I'd like to talk about shoulders. What is a shoulder? What are they used for? Do motorists see them differently than cyclists?
The Transportation Code says that shoulders are not a part of the roadway. As "roadway" is defined by the code. Sec.541.302(11)and(15).
Shoulders are needed to protect the road bed and to keep the edge of the roadway from sinking. They provide an escape area for disabled vehicles. They improve the sight lines for crossing traffic at junctions and intersections. They provide acceleration and deceleration lanes on high speed roads. They are used to collect debris from the roadway. They also provide for the passing a disabled or left turning vehicle.
Sec. 545.058 describes what one can and cannot do on a shoulder. Strangely it doesn't say whether crying on a shoulder is permitted. (Ouch!) Operators of bicycles have a right to the roadway, but they are permitted to use a shoulder if they want.
Drivers of automobiles see the shoulder as the proper place for drivers of bicycles- out of their way. (Where they are safe! Foolishly implying that they are poor drivers, unable to avoid hitting something in their way. But I digress.) I get far more grief from automobile drivers when there is an improved shoulder alongside the roadway than when there is no shoulder at all.
So do the benefits of riding on the roadway with a wide shoulder nearby outweigh the problems of riding on the shoulder itself?
In my opinion, the primary benefit of riding in the lane is that I become a big enough nuisance to the automobile driver that he must put off his attention to non-driving distractions in order to avoid colliding with me. A shoulder cyclist runs the risk of overtaking traffic dismissing him as being out of the way enough that they have the freedom to return to their non-driving distraction, thus becoming vulnerable to having them drift off the roadway into him. The lethal consequences of this peril rise exponentially to the speed of the overtaking traffic, counter-intuitively indicating that avoiding the shoulder is even more important on high speed roads.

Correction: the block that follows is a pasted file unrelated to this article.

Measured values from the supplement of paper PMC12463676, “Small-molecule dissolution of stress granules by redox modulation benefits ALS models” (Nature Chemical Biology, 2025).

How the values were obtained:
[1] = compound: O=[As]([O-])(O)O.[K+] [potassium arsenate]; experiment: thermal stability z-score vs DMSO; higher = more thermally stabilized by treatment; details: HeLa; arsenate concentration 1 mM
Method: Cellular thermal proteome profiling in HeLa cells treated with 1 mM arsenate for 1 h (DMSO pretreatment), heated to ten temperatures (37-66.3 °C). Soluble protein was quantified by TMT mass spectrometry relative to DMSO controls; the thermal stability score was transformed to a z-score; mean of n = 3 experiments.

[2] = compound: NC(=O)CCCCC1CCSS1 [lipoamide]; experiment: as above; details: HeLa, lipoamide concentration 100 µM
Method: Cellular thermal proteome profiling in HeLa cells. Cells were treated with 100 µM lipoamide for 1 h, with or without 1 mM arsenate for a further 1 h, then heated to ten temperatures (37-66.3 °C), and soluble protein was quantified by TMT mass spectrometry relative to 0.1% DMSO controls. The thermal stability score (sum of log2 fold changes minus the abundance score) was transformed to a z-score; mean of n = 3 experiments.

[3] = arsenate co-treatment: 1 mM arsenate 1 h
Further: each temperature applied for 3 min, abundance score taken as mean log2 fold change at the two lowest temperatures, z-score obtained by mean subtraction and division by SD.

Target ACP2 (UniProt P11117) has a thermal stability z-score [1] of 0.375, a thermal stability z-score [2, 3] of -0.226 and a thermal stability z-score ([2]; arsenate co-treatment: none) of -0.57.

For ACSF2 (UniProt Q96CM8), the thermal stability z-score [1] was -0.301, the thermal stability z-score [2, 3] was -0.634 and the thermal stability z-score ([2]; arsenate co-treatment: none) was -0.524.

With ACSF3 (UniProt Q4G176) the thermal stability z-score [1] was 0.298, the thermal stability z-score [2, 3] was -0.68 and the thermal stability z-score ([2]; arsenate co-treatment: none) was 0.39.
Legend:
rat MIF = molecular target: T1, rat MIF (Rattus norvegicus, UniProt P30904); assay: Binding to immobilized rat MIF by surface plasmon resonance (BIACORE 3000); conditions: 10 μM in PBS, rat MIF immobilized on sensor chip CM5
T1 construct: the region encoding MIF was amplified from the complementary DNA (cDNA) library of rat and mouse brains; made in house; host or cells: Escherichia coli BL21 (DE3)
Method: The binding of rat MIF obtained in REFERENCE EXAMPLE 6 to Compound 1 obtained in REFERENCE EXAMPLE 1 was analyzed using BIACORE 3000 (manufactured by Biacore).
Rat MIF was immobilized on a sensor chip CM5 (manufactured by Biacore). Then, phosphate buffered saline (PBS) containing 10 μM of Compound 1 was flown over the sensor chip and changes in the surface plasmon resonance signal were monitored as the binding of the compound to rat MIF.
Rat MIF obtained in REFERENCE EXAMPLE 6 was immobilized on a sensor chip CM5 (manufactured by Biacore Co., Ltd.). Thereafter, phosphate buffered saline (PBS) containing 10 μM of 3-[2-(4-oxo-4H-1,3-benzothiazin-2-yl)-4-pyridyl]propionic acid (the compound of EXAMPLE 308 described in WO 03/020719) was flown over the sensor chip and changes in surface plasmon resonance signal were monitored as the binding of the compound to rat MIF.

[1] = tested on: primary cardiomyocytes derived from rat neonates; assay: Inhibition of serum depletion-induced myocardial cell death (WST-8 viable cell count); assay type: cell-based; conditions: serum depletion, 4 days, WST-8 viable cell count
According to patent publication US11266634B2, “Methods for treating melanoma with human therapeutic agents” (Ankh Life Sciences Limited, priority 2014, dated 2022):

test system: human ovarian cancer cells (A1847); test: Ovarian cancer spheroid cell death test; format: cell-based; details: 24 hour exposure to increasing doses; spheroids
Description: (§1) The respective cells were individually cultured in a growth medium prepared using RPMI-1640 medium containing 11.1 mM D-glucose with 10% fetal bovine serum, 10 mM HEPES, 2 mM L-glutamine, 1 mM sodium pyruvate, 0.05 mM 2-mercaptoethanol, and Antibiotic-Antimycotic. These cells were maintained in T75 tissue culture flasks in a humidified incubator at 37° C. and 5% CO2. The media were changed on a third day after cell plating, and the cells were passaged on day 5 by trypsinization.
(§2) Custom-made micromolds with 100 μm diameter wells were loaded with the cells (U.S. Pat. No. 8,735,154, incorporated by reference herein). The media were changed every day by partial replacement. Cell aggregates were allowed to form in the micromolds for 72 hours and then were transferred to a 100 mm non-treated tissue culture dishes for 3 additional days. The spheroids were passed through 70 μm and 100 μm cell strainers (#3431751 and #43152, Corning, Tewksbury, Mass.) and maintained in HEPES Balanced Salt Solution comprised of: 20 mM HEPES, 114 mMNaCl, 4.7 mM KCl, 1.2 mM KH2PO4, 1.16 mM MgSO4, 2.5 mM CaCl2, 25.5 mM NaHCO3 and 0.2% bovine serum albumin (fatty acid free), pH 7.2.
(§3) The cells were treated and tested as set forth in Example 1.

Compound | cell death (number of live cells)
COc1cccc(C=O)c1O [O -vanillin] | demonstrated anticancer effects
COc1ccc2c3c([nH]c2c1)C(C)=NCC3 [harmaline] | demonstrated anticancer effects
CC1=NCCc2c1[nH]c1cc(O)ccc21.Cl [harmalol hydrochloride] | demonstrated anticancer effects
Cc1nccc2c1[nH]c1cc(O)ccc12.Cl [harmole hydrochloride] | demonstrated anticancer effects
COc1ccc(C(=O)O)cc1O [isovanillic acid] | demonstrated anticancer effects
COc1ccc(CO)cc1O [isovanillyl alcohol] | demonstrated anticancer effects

The things available for auto drivers to distract themselves from their duty of operating their vehicle seem to be multiplying. If this is true, then riding in the shoulder becomes ever more riskier as time goes on- making cycling in the roadway ever more imperative to consider as a risk reduction strategy.
If shoulders provide better sight-lines for cross traffic, is that something a cyclist wants to give up by riding on the shoulder? Statistically, a cyclist is in far greater risk from crossing movements than from overtaking traffic!
I am generally exposed to better road surface on the roadway than on the shoulder. Besides collecting debris, often the shoulder is neglected as a cost saving measure when the roadway is re-surfaced. Often a side diversion hazard is created with the transition from new surface to old. Cracked pavement and pothole repair are not met with the same vigor as blemishes in the travel lane. I do not need to divert as much attention to avoiding surface hazards as the shoulder rider does.
Sometimes, a shoulder will narrow without warning, giving a cyclist little time to merge into the traffic lane. Is the shoulder rider prepared for this?
All in all, I would submit that a cyclist ought to avoid riding on the shoulder and in the narrow right lane on state hwy 287 pictured above between Ennis and Waxahachie Texas.